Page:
We’ll have new layout of books, walls and doorways will be removed or added to create new rooms, all public areas of the library will be painted, a new carpet installed and the lighting system will be retrofitted with energy-efficient fixtures. The desk will have a new look and feel and will be the single point for user interaction. Besides, a new “Lounge” area across the desk will host magazines, newspapers, video collections as well as tablets and iPads.

Most of the spaces will be flexible for learning and teaching spaces. They will be equipped with technological features (monitors, videoconference equipments…) and furniture that supports and reflects different learning and teaching styles, as well as blended learning and self-learning.

The plan is to renovate the entire interior of the library and the new layout will make the library much more accessible with brand new furniture, great fabrics and colors. We believe students will be very impressed upon seeing the results of the renovation. It will give the library a modern and fresh look and hopefully, patrons will want to go in, study, read and do projects.

During the works period, a Temporary Library will be open in Building I (see map below), where librarians will provide research assistance, textbooks loan and access to financial databases.

Capture d’écran 2016-05-21 à 11.32.30From 6th June to 29th July and from 16th August to 19th September:

Temporary Library in Building I, open from 9am to 6pm.

To get some assistance outside of these hours, you can email us: or chat on our website:

Books will be to return to Building I. Access to books will be limited there, so try to pick up what you need by 28th May!

Horizon 2020 and Open Access

Horizon 2020 is the biggest EU Research and Innovation programme ever with nearly €80 billion of funding available over 7 years (2014 to 2020).
Here is a three minute animation clip which will give you a general overview of the programme specifics:

Open access to scientific peer reviewed publications has been anchored as an underlying principle in the Horizon 2020 and is explained in the Regulation and the Rules of Participation as well as through the relevant provisions in the grant agreement (see Horizon 2020 Annotated Model Grant Agreement, October 2015 with information about open access on the pages 216-219).

A new element in Horizon 2020 is the use of Data Management Plans (DMPs) detailing what data the project will generate, whether and how it will be exploited or made accessible for verification and re-use, and how it will be curated and preserved. The use of a Data Management Plan is required for projects participating in the Open Research Data Pilot.

Ask the library to know more about the Guidelines on Open Access to Scientific Publications and Research Data in Horizon 2020 and the Guidelines on Data Management in Horizon 2020.

Why you should manage your research data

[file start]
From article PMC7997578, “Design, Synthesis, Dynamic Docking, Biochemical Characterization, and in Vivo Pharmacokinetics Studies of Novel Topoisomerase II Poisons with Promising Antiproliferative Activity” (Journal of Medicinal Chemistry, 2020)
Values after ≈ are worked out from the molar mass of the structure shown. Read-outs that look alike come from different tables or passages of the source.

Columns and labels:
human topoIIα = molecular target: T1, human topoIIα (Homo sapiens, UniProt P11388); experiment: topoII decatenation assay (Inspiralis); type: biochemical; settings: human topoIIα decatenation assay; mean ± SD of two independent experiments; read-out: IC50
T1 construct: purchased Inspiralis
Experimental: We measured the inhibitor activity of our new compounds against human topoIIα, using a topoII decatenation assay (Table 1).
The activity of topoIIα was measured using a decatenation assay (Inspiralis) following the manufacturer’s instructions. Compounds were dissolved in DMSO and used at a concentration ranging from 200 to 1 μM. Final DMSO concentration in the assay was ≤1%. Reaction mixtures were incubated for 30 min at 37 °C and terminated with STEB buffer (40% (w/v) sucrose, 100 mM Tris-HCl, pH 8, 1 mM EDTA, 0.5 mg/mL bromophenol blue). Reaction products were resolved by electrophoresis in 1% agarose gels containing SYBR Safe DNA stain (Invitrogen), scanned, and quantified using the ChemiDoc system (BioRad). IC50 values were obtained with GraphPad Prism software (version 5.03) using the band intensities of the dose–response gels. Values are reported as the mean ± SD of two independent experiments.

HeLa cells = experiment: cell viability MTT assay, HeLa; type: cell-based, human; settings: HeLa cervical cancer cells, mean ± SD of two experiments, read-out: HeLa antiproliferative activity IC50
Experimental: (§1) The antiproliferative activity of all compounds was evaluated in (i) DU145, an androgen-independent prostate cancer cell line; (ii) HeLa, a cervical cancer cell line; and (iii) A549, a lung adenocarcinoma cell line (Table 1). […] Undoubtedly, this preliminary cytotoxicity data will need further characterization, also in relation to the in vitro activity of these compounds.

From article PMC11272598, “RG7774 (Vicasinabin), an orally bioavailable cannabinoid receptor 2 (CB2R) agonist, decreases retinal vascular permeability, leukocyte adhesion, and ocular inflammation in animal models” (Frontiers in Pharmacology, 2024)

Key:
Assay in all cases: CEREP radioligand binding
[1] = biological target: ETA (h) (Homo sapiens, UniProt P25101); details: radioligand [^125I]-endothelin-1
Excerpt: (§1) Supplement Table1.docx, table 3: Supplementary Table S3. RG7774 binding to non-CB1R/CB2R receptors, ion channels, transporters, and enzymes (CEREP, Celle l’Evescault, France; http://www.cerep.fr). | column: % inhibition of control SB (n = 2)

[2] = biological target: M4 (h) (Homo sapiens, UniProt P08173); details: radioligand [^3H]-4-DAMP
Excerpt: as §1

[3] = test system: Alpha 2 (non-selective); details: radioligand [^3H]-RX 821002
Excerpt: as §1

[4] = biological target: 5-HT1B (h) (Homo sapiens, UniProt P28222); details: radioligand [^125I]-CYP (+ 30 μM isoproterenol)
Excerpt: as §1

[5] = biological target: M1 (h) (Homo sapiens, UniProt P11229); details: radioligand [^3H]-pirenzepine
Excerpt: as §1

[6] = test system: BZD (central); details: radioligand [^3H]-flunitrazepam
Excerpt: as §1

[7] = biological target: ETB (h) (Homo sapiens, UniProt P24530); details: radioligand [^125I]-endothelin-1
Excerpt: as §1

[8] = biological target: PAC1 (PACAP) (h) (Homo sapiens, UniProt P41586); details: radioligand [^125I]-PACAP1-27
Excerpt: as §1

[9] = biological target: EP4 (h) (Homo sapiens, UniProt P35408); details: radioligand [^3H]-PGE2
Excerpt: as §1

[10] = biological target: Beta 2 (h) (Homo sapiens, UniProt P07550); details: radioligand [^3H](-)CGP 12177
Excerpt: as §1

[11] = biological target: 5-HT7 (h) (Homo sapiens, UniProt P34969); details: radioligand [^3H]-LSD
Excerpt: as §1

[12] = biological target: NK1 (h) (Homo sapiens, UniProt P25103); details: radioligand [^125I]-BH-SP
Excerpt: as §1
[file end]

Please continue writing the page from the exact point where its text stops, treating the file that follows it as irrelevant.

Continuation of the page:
JISC is publishing a new guide: “How and why you should manage your research data: a guide for researchers.An introduction to engaging with research data management processes.”
JISC is the UK higher, further education and skills sectors’ not-for-profit organisation for digital services and solutions.
This guide provides an introduction to engaging with research data management processes and is dedicated to researchers and research data management support staff.

As for JISC, most of the activities involved are: naming files so you can find them quickly; keeping track of different versions, and deleting those not needed; backing up valuable data and controlling who has access to your data.

Research data life

Apart from this very interesting and useful guide, JISC recommends the following training programmes available online, mostly originating from Jisc funding:

  • Mantra – a free online course designed for researchers or others who manage digital data as part of a research project
  • TraD – includes a blended learning course for those in (or expecting to be in) research data management support roles
  • RDMRose – an open educational resource for information professionals on research data management

How do scholars share articles?

Sharing of scholarly articles is widespread and increasing. The Beyond Downloads project (Elsevier) looks at scholars’ sharing behavior and what download counts are missing to better measure the reach —and impact — of a library’s resources.
This is an example of the answer to the question:
Find out more responses from 1,000 faculty members, researchers and PhD/master’s students.

New feature on SSRN

scientistSSRN is releasing author photo and CV on Author Pages
As an author, you can now upload a photo or CV to your page by either:
– clicking Edit my Personal Information on your SSRN Author Page (if you are signed in or have a cookie stored on your computer) and scrolling to the bottom of the page
– signing in to, clicking the Personal Info link on the left menu and scrolling to the bottom of the page.
This feature could make it easier for our authors to connect, communicate and collaborate.
The library will be happy to help you on this feature and all other issues regarding SSRN: submitting, copyright, ranking…
Access the HEC Paper Research Series on SSRN

Forrester Playbooks provide integrated reports

ForresterForrester’s Playbook framework organizes Forrester research content and services with a lifecycle approach.

Each Playbook comprises an Executive Overview and 12 reports with integrated tools and templates. In addition to the core research, the Playbook experience can be customized with global data, peer communities, and analyst engagements:

  • Data-driven insights into changing behaviors
  • Collaboration with peers at other companies who are facing or have faced similar challenges.
  • Time with analysts through structured workshops, one-on-one advisory sessions, or deeper consulting support.

See here the list of available Playbooks

How does a playbook work? (video)


Example of a Playbook


Here is useful information on how to get access to Forrester (Library website)

Press and blog review

ReviewHere are press articles and blog posts you might be interested to read: